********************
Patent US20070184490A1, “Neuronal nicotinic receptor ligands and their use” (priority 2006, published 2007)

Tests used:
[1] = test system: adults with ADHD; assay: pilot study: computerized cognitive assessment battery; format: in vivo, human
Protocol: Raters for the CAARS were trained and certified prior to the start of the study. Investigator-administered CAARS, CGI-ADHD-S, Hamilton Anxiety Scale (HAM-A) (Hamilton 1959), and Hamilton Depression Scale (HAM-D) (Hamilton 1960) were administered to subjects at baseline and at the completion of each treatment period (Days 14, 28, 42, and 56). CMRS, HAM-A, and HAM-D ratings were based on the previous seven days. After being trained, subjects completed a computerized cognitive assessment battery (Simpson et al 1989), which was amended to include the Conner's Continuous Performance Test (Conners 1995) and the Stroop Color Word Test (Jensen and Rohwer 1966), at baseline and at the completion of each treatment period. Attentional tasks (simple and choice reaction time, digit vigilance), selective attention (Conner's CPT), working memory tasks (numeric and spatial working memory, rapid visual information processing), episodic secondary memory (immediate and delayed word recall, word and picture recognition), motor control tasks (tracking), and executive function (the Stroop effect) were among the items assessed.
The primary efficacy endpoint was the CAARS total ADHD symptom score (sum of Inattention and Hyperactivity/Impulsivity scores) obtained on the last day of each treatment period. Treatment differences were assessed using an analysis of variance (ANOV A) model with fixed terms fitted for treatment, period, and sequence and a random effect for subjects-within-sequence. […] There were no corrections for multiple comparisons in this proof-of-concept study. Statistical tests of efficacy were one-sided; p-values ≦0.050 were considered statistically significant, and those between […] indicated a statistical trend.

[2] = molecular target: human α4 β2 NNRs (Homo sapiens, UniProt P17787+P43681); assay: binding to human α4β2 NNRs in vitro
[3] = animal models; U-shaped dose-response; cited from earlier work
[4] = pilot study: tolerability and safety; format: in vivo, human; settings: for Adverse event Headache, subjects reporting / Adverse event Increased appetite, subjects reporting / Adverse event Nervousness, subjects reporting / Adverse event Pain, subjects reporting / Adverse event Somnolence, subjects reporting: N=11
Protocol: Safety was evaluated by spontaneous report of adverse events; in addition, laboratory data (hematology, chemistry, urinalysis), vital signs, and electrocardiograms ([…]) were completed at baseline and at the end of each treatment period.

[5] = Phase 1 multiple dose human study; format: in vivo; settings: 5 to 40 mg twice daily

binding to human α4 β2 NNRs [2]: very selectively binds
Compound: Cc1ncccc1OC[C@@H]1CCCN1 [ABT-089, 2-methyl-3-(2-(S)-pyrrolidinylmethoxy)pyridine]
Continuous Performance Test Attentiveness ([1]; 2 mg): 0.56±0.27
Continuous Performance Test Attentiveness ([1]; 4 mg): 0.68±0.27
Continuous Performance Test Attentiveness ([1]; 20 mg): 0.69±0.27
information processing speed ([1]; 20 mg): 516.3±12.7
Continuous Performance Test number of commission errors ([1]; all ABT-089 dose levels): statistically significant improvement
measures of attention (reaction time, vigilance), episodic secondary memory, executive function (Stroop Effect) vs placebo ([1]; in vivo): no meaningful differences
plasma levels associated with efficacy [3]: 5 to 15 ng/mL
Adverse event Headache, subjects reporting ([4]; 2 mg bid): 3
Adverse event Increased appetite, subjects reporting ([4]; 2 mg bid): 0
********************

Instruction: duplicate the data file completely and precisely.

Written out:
Patent US20070184490A1, “Neuronal nicotinic receptor ligands and their use” (priority 2006, published 2007)

Tests used:
[1] = test system: adults with ADHD; assay: pilot study: computerized cognitive assessment battery; format: in vivo, human
Protocol: Raters for the CAARS were trained and certified prior to the start of the study. Investigator-administered CAARS, CGI-ADHD-S, Hamilton Anxiety Scale (HAM-A) (Hamilton 1959), and Hamilton Depression Scale (HAM-D) (Hamilton 1960) were administered to subjects at baseline and at the completion of each treatment period (Days 14, 28, 42, and 56). CMRS, HAM-A, and HAM-D ratings were based on the previous seven days. After being trained, subjects completed a computerized cognitive assessment battery (Simpson et al 1989), which was amended to include the Conner's Continuous Performance Test (Conners 1995) and the Stroop Color Word Test (Jensen and Rohwer 1966), at baseline and at the completion of each treatment period. Attentional tasks (simple and choice reaction time, digit vigilance), selective attention (Conner's CPT), working memory tasks (numeric and spatial working memory, rapid visual information processing), episodic secondary memory (immediate and delayed word recall, word and picture recognition), motor control tasks (tracking), and executive function (the Stroop effect) were among the items assessed.
The primary efficacy endpoint was the CAARS total ADHD symptom score (sum of Inattention and Hyperactivity/Impulsivity scores) obtained on the last day of each treatment period. Treatment differences were assessed using an analysis of variance (ANOV A) model with fixed terms fitted for treatment, period, and sequence and a random effect for subjects-within-sequence. […] There were no corrections for multiple comparisons in this proof-of-concept study. Statistical tests of efficacy were one-sided; p-values ≦0.050 were considered statistically significant, and those between […] indicated a statistical trend.

[2] = molecular target: human α4 β2 NNRs (Homo sapiens, UniProt P17787+P43681); assay: binding to human α4β2 NNRs in vitro
[3] = animal models; U-shaped dose-response; cited from earlier work
[4] = pilot study: tolerability and safety; format: in vivo, human; settings: for Adverse event Headache, subjects reporting / Adverse event Increased appetite, subjects reporting / Adverse event Nervousness, subjects reporting / Adverse event Pain, subjects reporting / Adverse event Somnolence, subjects reporting: N=11
Protocol: Safety was evaluated by spontaneous report of adverse events; in addition, laboratory data (hematology, chemistry, urinalysis), vital signs, and electrocardiograms ([…]) were completed at baseline and at the end of each treatment period.

[5] = Phase 1 multiple dose human study; format: in vivo; settings: 5 to 40 mg twice daily

binding to human α4 β2 NNRs [2]: very selectively binds
Compound: Cc1ncccc1OC[C@@H]1CCCN1 [ABT-089, 2-methyl-3-(2-(S)-pyrrolidinylmethoxy)pyridine]
Continuous Performance Test Attentiveness ([1]; 2 mg): 0.56±0.27
Continuous Performance Test Attentiveness ([1]; 4 mg): 0.68±0.27
Continuous Performance Test Attentiveness ([1]; 20 mg): 0.69±0.27
information processing speed ([1]; 20 mg): 516.3±12.7
Continuous Performance Test number of commission errors ([1]; all ABT-089 dose levels): statistically significant improvement
measures of attention (reaction time, vigilance), episodic secondary memory, executive function (Stroop Effect) vs placebo ([1]; in vivo): no meaningful differences
plasma levels associated with efficacy [3]: 5 to 15 ng/mL
Adverse event Headache, subjects reporting ([4]; 2 mg bid): 3
Adverse event Increased appetite, subjects reporting ([4]; 2 mg bid): 0